On this edition of Green Street, Carolyn Raffensberger, Executive Director of the Science and Environmental Health Network, talks about the founding of the Wingspread Conference, and how this unusual meeting of scientists, medical professionals, philosophers and environmentalists developed a new paradigm for analyzing risk assessment: The Precautionary Principle.
Recent fish kills on the east end of Long Island and in the Hudson River have raised new questions about what’s happening to our water. Algal blooms and fish kills are not new to this area, but their frequency and severity seem to be increasing.
On this edition of Green Street, we talk with Dr. Chris Gobler, Professor in the School of Marine and Atmospheric Sciences at Stony Brook University.
For many years, the research on autism has been focused on the role of genes – and looking for that single “autism gene” that may be causing the condition. But as Dr. Herbert points out, genes don’t function in a vacuum – they interact with proteins and other chemicals in the body – and with chemicals that enter the body from our environment that aren’t supposed to be there.
Dr. Martha Herbert is an Assistant Professor of Neurology at Harvard Medical School, and a Pediatric Neurologist and Neuroscientist at Massachusetts General Hospital in Boston. Visit her website at MarthaHerbert.org.
Why not put a big natural gas pipeline right next to an old nuclear power plant that sits near a known seismic fault line? What could possibly go wrong?
Spectra Energy has applied for permission to install a giant new 42-inch gas pipeline right next to the Indian Point nuclear power plant. It’s part of their AIM Pipeline Expansion Project to help gas companies to export natural gas overseas. Current federal regulations require a distance of ten miles between a gas pipeline of this size and a nuclear facility, so why is the approval process is rolling along without a hitch?
On this edition of Green Street, we talk with nuclear engineer Paul Blanch, who has been a consultant to New York State and has worked at Indian Point. Find out who’s protecting the health and safety of the residents of Westchester County – and for that matter, all of the NY metro area – and what you can do to help avert what could be one of the greatest nuclear disasters in modern history.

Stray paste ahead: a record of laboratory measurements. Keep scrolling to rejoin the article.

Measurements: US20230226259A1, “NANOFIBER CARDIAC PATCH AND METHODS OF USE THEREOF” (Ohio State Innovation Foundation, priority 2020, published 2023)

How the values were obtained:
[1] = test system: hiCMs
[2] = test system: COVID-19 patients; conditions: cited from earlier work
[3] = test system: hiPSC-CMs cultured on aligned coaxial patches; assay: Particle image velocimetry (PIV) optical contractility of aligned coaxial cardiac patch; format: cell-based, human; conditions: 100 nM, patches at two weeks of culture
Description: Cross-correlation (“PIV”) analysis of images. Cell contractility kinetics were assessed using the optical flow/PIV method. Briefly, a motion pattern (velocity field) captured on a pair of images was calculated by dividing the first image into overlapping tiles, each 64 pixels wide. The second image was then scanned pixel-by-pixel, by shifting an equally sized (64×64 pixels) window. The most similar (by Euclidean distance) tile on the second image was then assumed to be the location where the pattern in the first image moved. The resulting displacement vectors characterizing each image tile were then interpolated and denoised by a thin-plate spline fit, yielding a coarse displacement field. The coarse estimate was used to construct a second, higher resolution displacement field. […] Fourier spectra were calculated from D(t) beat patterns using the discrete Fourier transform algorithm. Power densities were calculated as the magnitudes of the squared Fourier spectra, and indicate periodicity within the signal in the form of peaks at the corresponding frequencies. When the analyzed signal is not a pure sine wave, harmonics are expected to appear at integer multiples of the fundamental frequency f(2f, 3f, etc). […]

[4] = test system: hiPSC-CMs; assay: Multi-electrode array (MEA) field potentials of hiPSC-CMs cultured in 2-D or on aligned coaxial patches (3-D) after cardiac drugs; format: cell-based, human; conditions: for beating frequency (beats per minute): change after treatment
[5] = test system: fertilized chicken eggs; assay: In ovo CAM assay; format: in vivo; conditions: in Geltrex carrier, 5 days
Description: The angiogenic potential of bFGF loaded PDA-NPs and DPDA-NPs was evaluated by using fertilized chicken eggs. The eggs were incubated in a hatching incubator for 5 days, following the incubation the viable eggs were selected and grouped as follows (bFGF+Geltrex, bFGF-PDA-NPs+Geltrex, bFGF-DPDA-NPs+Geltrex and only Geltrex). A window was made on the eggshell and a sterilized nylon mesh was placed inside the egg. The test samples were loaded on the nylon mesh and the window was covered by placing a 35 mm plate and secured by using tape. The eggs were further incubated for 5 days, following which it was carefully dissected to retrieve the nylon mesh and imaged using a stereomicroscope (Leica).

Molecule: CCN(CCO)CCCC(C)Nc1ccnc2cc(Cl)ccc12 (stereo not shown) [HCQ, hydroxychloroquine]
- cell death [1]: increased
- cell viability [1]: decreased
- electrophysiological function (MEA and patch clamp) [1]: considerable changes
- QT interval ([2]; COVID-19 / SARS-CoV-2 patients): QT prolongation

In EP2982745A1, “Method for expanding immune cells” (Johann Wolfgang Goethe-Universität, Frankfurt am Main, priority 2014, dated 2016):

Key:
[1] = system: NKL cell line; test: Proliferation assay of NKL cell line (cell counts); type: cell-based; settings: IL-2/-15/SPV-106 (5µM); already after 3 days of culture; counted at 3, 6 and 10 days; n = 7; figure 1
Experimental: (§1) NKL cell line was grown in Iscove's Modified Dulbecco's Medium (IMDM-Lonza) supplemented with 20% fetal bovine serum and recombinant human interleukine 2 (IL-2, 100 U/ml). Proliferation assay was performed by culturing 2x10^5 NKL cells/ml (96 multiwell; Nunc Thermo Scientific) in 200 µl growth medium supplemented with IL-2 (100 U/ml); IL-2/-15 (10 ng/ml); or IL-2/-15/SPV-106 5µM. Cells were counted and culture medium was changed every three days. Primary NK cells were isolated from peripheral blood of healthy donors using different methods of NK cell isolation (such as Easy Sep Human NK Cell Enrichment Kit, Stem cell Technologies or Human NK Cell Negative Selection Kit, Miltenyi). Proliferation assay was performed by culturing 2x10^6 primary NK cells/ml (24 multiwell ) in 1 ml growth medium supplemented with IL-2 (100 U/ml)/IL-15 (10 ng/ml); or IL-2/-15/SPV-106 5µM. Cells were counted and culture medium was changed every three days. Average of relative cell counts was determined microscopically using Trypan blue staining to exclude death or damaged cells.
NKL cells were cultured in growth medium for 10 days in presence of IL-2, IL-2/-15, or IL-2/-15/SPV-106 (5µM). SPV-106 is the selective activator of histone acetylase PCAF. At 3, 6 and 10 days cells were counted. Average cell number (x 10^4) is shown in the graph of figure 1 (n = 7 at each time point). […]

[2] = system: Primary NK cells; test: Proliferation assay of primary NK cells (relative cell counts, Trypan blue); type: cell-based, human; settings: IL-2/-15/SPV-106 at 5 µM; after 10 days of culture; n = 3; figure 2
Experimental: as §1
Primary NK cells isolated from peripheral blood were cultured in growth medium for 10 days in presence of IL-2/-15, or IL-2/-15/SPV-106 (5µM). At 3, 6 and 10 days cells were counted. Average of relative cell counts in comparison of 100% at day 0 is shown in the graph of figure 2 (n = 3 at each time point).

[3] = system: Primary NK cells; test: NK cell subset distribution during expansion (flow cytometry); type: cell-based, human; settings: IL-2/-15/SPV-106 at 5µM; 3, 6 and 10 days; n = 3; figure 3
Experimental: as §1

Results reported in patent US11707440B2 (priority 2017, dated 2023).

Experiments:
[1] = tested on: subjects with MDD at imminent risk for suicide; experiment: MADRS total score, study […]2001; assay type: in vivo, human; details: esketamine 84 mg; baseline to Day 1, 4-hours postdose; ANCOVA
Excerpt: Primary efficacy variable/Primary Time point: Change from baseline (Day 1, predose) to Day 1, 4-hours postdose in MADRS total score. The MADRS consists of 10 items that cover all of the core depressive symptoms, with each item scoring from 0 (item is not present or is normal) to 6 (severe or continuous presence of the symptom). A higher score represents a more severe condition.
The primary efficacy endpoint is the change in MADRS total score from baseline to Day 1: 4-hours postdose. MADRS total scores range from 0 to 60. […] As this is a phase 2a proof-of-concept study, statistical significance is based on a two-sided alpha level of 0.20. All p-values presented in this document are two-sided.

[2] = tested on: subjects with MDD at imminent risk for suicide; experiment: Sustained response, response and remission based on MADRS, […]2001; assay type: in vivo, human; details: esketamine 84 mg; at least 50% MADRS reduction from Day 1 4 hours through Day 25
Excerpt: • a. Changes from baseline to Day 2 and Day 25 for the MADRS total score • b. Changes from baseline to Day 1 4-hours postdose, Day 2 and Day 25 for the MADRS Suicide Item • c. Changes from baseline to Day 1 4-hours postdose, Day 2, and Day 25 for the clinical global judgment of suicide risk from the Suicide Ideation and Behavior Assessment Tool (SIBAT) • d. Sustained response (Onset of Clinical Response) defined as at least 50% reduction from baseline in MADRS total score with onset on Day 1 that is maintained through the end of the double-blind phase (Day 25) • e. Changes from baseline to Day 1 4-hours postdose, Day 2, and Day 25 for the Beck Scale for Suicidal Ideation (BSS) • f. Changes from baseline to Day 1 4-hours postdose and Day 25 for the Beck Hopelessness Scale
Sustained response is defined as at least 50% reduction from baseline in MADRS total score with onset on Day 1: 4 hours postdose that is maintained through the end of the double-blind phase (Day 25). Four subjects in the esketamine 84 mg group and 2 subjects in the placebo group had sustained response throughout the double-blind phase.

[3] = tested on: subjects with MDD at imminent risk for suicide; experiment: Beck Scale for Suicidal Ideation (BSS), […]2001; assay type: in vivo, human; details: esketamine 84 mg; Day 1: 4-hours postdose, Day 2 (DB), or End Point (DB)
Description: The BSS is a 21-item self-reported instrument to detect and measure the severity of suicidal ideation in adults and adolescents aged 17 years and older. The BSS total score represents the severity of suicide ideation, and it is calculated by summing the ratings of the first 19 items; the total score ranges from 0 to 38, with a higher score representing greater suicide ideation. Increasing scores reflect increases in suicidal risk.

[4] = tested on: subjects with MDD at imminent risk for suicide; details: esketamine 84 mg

The movement that began with Lois Gibbs and the Love Canal Community has mushroomed into a global movement to protect public health from environmental toxins. On this edition of Green Street, we’re joined by biochemist, anthropologist and author Kate Davies.
Kate’s new book, The Rise of the U.S. Environmental Health Movement, chronicles the growing concern over chemicals in our air, water and food, and the efforts being undertaken by doctors, nurses, parents and non-profit organizations to address these concerns.
Everybody wants to look their best, and for some people that means spending hours under the UV lamps inside a tanning bed. But a recent report by researchers at the University of California, San Francisco found that indoor tanning not only increases the risk for melanoma, but appears to also increase the chances of developing other skin cancers as well.
On this edition of Green Street, Patti and Doug welcome Dr. Eleni Linos, an assistant professor of dermatology at UCSF and lead author of that study. Dr. Linos will explain more about her research, and why anyone under the age of 25 should stay far away from tanning salons.
What would Rachel Carson make of our world today? What would she think of fracking? Of the worldwide proliferation of toxic chemicals? Of government efforts to bend the rules for industry? Of industry’s penchant for discrediting scientists who tell the truth? Would she be surprised, or simply dismayed?
On this edition of Green Street, Patti and Doug discuss these issues with Dr. Paul Ehrlich, the outspoken and entertaining Stanford University professor, biologist and futurist who is the author of “The Population Bomb.”
Could early-life exposure to chemicals pre-determine our size?
Obesity has become a worldwide epidemic, and scientists are puzzled over its cause. Is it really just a matter of calories in and calories out? Could there be another reason?
On this edition of Green Street Patti and Doug welcome filmmaker and science journalist Bruce Mohun to talk about his new documentary film, “Programmed to be Fat.” The film explores the highly controversial theory of obesogens – chemicals in our environment that may play a significant role in causing obesity in humans.
A major chemical company recently announced it had produced genetically modified corn and soybeans that could withstand applications of 2,4-D, a highly toxic herbicide that was one of two chemicals used to make Agent Orange, the defoliant used during the Vietnam War.
On this edition of Green Street, Patti and Doug welcome Jay Feldman, Executive Director of Beyond Pesticides in Washington DC, to talk about pesticides in the food chain, how our government is letting us down and what you can do about it.